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Attorney General Merrick Garland

Reprinted with permission from AlterNet

Steve Bannon, a close ally of former President Donald Trump, was indicted Friday afternoon, the Justice Department announced.

A federal grand jury returned the indictment after Bannon refused to comply with a subpoena for testimony by the House Select Committee investigating the January 6 attack on Congress.

"Since my first day in office, I have promised Justice Department employees that together we would show the American people by word and deed that the department adheres to the rule of law, follows the facts and the law and pursues equal justice under the law," Attorney General Merrick Garland said in a statement. "Today's charges reflect the department's steadfast commitment to these principles."

The indictment included two charges, one for refusing to appear before Congress and another for refusing to turn over documents.

The department said an arraignment has not been scheduled yet for Bannon.

"As detailed in the indictment, on Sept. 23, 2021, the Select Committee issued a subpoena to Mr. Bannon," U.S. Attorney Matthew Graves said. "The subpoena required him to appear and produce documents to the Select Committee, and to appear for a deposition before the Select Committee. According to the indictment, Mr. Bannon refused to appear to give testimony as required by subpoena and refused to produce documents in compliance with a subpoena."

Bannon has claimed that he doesn't need to testify because former President Donald Trump's executive privilege protects him from congressional subpoenas. However, many legal analysts have argued that this claim is vacuous on multiple grounds. As a former president, Trump's claims of executive privilege are tenous at best.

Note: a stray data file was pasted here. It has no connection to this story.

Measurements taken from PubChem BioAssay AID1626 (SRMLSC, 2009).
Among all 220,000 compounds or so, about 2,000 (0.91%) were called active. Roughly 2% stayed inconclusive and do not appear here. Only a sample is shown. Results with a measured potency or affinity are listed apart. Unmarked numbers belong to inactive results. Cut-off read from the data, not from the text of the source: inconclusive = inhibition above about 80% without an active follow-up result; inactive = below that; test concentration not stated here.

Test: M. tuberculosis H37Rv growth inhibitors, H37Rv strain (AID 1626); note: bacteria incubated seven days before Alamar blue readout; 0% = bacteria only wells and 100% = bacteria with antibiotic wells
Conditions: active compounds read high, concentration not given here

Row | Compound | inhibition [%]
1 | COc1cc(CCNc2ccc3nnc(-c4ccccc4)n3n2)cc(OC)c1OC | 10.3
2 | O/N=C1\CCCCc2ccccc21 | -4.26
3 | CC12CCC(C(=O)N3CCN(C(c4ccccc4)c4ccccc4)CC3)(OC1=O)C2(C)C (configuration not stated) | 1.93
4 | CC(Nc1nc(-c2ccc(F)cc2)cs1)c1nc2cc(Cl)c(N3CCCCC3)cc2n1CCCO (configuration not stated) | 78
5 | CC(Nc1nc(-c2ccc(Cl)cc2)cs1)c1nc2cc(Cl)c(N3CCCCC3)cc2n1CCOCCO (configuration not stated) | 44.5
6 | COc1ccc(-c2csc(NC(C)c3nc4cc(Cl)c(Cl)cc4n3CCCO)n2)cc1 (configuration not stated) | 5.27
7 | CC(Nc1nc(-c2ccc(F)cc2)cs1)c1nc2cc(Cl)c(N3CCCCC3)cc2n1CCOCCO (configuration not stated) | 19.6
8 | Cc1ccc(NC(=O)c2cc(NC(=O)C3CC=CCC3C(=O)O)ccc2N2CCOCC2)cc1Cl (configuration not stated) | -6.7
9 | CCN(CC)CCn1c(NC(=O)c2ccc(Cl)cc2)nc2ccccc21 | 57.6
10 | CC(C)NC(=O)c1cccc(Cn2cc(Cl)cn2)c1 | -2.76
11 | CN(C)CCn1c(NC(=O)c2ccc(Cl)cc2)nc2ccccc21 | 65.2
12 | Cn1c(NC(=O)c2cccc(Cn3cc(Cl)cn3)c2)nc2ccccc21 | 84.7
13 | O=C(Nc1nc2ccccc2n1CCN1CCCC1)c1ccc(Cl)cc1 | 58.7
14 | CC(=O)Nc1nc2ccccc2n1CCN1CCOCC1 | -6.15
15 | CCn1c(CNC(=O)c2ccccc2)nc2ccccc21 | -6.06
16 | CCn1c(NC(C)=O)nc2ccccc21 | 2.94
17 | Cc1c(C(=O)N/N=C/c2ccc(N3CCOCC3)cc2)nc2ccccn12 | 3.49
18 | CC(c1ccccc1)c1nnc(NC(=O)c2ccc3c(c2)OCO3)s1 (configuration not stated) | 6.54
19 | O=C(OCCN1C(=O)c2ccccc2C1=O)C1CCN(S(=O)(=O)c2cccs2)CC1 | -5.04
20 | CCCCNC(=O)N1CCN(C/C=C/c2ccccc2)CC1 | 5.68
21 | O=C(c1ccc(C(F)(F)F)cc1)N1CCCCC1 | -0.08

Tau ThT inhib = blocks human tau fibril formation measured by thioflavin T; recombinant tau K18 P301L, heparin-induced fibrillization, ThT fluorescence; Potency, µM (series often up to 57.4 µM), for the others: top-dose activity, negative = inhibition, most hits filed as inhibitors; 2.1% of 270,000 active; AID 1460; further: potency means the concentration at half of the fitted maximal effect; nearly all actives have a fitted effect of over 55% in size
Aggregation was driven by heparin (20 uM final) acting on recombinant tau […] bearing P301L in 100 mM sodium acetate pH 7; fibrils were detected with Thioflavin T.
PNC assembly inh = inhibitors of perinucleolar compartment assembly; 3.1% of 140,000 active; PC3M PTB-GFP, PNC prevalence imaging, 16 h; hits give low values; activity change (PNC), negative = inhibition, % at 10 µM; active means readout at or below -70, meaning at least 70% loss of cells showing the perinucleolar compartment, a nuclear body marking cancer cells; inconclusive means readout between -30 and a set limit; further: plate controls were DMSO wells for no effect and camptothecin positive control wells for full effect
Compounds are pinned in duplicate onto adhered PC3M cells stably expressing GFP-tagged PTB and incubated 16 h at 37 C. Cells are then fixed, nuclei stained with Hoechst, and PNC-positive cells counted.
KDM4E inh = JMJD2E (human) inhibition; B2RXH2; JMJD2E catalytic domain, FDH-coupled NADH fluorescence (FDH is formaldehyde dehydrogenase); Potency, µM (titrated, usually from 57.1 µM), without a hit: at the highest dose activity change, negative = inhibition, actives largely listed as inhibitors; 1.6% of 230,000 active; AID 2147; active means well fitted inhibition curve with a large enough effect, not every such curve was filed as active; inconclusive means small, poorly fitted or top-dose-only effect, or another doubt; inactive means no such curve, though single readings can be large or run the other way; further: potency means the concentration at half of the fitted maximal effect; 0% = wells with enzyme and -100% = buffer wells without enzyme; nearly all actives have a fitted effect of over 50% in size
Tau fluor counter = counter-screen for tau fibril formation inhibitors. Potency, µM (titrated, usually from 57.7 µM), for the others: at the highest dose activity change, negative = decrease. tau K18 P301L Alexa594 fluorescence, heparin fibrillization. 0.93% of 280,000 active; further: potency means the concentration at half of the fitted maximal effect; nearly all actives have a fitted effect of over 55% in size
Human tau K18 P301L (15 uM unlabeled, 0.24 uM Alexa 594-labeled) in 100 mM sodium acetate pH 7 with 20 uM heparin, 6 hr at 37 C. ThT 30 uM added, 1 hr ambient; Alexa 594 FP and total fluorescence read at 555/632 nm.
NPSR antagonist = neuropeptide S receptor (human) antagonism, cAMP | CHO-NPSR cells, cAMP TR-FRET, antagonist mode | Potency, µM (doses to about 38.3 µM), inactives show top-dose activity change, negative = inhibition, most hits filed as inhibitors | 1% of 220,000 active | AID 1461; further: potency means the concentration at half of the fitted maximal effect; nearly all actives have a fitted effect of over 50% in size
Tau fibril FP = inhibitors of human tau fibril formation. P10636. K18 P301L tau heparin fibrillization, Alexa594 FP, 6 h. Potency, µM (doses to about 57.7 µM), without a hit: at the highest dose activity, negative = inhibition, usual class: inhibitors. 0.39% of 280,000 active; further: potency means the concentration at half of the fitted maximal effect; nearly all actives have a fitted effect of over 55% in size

And they're particularly weak as they would apply to Bannon, who wasn't an executive branch employee at the time in question. And even if the concept of executive privilege were stretched beyond its limits, Bannon would still be obligated to appear before Congress and formally assert the privilege in the specific instances when it applies.

Bannon was previously indicted by the Justice Department for his role in the fundraising effort "We Build the Wall," which purported to collect private donations to construct the border wall that Trump had campaigned for president on. The Justice Department contends that the group defrauded donors by misusing their funds. However, as one of his last acts as president, Trump pardoned Bannon for his role in the alleged scheme before the charges could even be brought to trial.

It's not only Bannon who has resisted the committee's investigation. Mark Meadows, Trump's former chief of staff, has also refused to comply with a subpoena for testimony. It's possible he has a stronger legal claim to refuse to testify, but Bannon's indictment will likely put more pressure on him to comply with the committee.

The department explained in a press release:

In its subpoena, the Select Committee said it had reason to believe that Bannon had information relevant to understanding events related to Jan. 6. Bannon, formerly a Chief Strategist and Counselor to the President, has been a private citizen since departing the White House in 2017.
Each count of contempt of Congress carries a minimum of 30 days and a maximum of one year in jail, as well as a fine of $100 to $1,000. A federal district court judge will determine any sentence after considering the U.S. Sentencing Guidelines and other statutory factors.

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From left Reps. Paul Gosar, Marjorie Taylor Greene, Matt Gaetz, and Louis Gohmert

Screenshot from The Hill video

Reprinted with permission from AlterNet

Rep. Marjorie Taylor Greene (R-GA) and three other “Sedition Caucus” Republicans held a press conference Tuesday allegedly to decry the conditions at the D.C. jail, which is housing accused suspects awaiting trial for actions during the January 6 Capitol riot. But Greene and her three co-members used the event primarily to further false far-right claims about the insurrection, while wrongly claiming they are being “persecuted” by the government – a talking point Russian President Vladimir Putin has repeatedly used.

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Danziger Draws

Jeff Danziger lives in New York City. He is represented by CWS Syndicate and the Washington Post Writers Group. He is the recipient of the Herblock Prize and the Thomas Nast (Landau) Prize. He served in the US Army in Vietnam and was awarded the Bronze Star and the Air Medal. He has published eleven books of cartoons, a novel and a memoir.

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